Last week a woman jockey won the Melbourne cup. There is an all-female space team from Russia. Women have more degrees than ever. Fifty percent of medical school graduates are women. We are uniting against female genital mutilation, reproductive rights and Malala Youseff survived being shot and now advocates for girls to be educated in Pakistan.
Girls, we got this.
Except that we don't.
The same female jockey who is the first female to win the Melbourne Cup gave an interview slamming the doubters. When discussing the gender bias in her sport, she said: "I want to say to everyone else, get stuffed, because women can do anything and we can beat the world."
A female surgeon was unnecessarily touched by an older male surgeon.
A woman elected to the board of a company was told she was voted for because she was attractive.
Another woman termed a discussion group about gender inequality in the workplace 'a bunch of whingers'.
The new design for the United Kingdom passport features seven men and two women.
Pop star Ariana Grande admonished radio hosts who asked her if she had to pick between her makeup and her phone, which she would choose. Grande said: "Is this what you think girls have trouble choosing between?". The same radio hosts also suggested a man would never use a unicorn emoji.
A successful social media star has publically quit being an Instagram model because she is tired of perpetuating the false nature of her life and only giving little girls inspiration to be pretty.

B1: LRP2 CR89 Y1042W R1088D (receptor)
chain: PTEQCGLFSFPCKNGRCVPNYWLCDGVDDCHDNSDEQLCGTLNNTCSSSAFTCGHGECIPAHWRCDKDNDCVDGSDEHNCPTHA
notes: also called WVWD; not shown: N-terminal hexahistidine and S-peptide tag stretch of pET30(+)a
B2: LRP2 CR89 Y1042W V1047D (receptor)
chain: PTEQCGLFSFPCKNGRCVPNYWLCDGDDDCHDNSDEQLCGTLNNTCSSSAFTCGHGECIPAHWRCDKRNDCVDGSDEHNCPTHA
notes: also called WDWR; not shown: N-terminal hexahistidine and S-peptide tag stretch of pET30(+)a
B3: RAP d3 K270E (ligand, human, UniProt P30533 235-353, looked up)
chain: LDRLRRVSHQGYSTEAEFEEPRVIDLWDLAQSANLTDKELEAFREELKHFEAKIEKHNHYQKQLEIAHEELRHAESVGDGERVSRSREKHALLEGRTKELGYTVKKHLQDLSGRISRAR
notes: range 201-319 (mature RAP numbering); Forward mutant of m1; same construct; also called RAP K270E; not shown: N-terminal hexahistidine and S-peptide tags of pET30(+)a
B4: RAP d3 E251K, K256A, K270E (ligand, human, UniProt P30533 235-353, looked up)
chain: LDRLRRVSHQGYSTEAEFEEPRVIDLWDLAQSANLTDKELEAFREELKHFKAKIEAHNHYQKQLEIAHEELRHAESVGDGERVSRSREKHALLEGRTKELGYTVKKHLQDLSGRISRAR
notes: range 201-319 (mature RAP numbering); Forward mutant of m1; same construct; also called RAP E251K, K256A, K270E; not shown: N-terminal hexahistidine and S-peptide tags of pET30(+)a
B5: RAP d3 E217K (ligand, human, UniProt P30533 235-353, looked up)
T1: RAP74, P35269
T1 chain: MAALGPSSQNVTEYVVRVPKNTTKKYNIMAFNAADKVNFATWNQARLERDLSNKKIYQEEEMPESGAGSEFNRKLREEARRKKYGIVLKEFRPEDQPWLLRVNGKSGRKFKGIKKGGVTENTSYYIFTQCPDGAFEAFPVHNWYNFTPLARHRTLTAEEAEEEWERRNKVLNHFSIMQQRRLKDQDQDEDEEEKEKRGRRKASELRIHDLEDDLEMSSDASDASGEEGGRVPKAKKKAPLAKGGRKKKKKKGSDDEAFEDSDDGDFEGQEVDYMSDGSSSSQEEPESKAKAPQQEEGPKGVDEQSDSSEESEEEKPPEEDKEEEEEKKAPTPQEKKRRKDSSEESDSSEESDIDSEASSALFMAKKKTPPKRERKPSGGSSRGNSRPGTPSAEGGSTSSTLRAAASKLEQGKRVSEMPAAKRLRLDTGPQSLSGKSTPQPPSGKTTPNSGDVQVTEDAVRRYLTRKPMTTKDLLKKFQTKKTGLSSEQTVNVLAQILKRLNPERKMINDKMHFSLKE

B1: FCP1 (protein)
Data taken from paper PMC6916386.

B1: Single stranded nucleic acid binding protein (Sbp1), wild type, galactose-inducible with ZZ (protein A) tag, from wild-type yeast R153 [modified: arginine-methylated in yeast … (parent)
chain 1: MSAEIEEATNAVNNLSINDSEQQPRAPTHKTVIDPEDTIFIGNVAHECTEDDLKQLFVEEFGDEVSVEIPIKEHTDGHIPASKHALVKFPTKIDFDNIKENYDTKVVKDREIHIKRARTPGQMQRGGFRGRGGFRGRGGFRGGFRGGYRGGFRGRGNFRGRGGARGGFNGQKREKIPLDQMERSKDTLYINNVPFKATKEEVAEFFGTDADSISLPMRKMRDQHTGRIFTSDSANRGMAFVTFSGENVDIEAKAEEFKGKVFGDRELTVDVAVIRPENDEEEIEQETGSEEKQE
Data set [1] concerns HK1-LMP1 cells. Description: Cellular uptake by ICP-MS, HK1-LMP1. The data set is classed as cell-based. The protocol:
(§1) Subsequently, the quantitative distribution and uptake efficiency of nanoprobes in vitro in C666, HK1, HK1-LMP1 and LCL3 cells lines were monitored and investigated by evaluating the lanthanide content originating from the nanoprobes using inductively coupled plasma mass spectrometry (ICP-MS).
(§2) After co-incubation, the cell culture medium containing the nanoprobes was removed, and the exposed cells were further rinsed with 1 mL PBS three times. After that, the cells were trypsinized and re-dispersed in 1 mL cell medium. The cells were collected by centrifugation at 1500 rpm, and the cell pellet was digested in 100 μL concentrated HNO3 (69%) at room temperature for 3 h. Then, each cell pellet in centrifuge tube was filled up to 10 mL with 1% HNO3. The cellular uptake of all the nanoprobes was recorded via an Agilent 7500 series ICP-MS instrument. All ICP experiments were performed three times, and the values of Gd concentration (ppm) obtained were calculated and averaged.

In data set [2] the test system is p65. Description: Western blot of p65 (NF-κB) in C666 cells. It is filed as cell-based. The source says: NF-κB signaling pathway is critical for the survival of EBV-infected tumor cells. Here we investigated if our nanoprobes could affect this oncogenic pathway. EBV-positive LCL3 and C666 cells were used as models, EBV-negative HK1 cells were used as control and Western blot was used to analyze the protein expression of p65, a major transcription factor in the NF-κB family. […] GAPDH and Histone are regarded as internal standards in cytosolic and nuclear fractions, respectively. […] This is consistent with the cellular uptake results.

Another woman asked a senior man for his opinion at work to be greeted with: "I hope this a private conversation."
A woman was offered a good report in a workplace assessment in exchange for sex.
In Australia, the pay gap between men and women is at 18.2 percent.
Hollywood consistently pays its female stars at much lower rates than their male co-stars. That is if, they can graduate from a side-kick/spouse/love interest to leading lady who is smart or funny or interesting.
Around two thirds of illiterate adults worldwide are women.
Some of these are from the news. Some of these are stories I've seen or heard, or been told about by friends and colleagues. All of them have happened in the past six months. That's right, in the year 2015, when we have 3D printing and have discovered water on Mars, we can't even tidy our own houses enough to ensure that our girls and women have an equal shot at life, careers, health or freedom from violence. And can you imagine if you are another minority on top of this?
I often have feelings of guilt that, unlike in some parts of the world, I can drive, vote and be educated. That is a vast improvement on the incredible oppression other women suffer, here in Australia and around the world. But none of these examples are acceptable in our modern society. Our girls should grow up to be whatever they desire.
I want to start change now. And I want you to think, the next time you see gender inequality, what are you, as an individual, going to do about it?
It's time to make a change.